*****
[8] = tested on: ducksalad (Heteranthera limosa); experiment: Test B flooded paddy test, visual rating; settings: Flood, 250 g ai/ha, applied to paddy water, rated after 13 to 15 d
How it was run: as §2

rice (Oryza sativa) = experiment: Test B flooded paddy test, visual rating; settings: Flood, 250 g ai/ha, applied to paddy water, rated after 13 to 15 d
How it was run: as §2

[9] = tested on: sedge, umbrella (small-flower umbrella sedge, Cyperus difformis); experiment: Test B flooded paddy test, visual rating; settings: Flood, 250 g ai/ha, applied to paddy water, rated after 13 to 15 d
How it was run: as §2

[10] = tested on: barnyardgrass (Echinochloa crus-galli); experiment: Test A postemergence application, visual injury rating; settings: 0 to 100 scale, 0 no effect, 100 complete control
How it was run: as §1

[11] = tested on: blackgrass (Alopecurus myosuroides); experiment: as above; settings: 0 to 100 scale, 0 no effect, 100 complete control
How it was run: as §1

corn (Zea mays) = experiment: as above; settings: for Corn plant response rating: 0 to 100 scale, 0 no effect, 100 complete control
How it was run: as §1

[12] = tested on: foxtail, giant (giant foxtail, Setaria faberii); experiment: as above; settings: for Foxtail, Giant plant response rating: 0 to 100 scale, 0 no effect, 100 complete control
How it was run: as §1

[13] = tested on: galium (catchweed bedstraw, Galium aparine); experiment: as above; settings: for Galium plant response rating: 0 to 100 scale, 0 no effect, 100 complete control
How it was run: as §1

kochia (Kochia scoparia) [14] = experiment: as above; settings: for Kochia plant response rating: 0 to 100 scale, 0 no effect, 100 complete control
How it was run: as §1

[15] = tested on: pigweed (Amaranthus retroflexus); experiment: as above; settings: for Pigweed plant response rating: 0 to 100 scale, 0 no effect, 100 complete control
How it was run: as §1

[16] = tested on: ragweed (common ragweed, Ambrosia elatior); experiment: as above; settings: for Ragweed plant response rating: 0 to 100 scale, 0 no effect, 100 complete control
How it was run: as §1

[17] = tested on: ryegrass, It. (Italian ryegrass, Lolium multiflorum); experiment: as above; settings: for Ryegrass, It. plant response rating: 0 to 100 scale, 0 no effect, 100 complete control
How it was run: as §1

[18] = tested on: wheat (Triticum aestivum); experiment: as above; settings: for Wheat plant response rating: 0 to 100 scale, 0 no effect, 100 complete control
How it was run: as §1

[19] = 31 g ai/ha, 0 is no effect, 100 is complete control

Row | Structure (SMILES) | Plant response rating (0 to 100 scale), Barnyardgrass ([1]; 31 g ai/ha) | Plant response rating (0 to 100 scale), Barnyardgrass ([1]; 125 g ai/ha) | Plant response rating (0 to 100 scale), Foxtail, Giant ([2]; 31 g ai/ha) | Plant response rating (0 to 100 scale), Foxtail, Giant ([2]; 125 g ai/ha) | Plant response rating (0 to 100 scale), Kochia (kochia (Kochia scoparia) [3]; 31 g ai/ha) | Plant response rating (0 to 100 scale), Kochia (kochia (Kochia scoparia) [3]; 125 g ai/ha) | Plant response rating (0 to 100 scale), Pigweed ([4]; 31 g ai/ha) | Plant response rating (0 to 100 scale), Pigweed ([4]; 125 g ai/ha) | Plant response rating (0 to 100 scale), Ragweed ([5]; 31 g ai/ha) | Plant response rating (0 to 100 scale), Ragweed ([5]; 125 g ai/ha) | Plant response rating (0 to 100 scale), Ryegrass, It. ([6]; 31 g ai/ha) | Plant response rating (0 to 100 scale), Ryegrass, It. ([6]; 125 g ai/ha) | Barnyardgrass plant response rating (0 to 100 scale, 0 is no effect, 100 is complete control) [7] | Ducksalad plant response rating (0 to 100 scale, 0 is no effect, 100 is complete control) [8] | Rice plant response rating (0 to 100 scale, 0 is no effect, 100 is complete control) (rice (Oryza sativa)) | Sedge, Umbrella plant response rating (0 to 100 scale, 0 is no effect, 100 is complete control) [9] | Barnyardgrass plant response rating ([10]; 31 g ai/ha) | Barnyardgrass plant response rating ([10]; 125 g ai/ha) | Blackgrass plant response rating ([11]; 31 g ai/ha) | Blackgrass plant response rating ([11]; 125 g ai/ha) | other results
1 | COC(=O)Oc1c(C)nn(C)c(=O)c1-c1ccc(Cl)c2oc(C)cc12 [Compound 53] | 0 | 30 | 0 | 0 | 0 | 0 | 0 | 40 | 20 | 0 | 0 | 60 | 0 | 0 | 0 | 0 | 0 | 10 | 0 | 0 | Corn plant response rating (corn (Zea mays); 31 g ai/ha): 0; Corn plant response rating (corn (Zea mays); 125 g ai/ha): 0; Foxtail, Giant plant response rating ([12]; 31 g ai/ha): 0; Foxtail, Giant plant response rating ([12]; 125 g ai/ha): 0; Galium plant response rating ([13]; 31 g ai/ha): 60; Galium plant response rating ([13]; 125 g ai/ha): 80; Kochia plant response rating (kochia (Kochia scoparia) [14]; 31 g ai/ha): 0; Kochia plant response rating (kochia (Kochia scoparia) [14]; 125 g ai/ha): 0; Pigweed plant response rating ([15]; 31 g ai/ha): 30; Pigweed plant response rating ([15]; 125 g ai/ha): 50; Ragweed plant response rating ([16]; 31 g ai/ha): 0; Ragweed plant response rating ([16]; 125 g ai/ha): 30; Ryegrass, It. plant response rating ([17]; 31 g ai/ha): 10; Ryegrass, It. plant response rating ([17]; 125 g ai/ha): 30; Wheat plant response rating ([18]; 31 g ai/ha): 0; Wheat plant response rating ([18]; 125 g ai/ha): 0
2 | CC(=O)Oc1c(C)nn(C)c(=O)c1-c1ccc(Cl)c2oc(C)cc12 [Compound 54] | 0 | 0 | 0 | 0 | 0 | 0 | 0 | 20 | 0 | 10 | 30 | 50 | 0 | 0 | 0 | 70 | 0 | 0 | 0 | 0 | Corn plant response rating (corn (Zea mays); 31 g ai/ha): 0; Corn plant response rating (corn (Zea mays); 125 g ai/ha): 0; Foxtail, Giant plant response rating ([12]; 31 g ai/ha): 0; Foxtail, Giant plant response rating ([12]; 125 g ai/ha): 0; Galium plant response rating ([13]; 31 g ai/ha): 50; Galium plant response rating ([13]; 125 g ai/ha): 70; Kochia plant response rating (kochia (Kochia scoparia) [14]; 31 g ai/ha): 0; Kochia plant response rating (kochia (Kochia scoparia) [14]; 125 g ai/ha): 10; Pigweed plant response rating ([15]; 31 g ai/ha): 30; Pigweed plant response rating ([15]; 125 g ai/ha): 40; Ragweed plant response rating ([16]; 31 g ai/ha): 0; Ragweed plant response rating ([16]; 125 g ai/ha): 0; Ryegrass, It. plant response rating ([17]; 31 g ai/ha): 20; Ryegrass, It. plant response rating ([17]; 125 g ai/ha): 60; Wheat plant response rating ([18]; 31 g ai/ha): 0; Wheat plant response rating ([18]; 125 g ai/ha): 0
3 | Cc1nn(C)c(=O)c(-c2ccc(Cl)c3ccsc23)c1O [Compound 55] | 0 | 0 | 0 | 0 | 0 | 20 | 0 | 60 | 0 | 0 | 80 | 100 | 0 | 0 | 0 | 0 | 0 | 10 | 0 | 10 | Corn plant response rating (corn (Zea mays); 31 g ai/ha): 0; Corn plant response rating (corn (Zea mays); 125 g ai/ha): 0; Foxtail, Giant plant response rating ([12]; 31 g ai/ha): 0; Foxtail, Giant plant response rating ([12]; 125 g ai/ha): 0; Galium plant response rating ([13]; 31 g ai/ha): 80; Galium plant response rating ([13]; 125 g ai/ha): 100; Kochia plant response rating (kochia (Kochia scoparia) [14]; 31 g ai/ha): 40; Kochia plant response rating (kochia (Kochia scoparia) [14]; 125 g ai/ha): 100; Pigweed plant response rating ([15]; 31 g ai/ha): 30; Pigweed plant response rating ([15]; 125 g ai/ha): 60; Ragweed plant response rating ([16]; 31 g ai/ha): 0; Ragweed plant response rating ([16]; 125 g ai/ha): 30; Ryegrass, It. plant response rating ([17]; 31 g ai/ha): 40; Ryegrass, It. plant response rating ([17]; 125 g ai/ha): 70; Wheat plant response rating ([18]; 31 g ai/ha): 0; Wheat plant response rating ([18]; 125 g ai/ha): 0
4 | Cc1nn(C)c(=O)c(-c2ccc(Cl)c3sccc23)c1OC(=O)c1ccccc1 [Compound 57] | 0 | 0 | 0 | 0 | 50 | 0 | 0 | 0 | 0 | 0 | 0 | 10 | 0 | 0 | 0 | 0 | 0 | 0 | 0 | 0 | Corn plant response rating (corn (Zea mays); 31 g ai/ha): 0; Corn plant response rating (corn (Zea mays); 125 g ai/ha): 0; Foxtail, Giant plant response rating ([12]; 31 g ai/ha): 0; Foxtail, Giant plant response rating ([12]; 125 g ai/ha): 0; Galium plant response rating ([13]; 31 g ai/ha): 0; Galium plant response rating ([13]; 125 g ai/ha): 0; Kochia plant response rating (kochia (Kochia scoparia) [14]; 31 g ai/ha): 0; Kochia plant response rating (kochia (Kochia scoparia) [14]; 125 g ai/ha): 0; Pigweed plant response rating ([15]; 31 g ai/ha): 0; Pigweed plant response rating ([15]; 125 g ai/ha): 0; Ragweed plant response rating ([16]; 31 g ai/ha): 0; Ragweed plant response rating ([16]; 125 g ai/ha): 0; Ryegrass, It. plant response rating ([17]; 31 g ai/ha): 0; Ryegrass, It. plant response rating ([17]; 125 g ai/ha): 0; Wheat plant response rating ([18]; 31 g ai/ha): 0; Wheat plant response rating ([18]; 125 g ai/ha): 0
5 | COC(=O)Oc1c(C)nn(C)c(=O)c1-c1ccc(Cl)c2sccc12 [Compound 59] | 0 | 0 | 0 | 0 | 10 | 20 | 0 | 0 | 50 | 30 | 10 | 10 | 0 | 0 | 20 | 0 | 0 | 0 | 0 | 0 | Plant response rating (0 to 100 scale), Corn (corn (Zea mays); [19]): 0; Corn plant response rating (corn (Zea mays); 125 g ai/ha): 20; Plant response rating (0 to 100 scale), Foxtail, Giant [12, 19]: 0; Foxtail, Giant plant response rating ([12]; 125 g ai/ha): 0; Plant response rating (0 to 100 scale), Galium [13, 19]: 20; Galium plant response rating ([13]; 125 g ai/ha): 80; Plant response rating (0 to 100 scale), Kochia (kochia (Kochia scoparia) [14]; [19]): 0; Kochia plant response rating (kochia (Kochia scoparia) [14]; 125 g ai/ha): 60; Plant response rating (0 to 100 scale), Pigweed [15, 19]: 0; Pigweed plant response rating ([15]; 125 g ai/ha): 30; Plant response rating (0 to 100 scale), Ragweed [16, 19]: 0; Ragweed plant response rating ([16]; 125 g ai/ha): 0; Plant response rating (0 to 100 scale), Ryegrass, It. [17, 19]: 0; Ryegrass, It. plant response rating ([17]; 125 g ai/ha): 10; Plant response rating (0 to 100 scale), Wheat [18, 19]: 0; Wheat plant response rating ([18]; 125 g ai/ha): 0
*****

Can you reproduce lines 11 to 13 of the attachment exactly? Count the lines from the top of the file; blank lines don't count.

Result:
corn (Zea mays) = experiment: as above; settings: for Corn plant response rating: 0 to 100 scale, 0 no effect, 100 complete control
How it was run: as §1

[12] = tested on: foxtail, giant (giant foxtail, Setaria faberii); experiment: as above; settings: for Foxtail, Giant plant response rating: 0 to 100 scale, 0 no effect, 100 complete control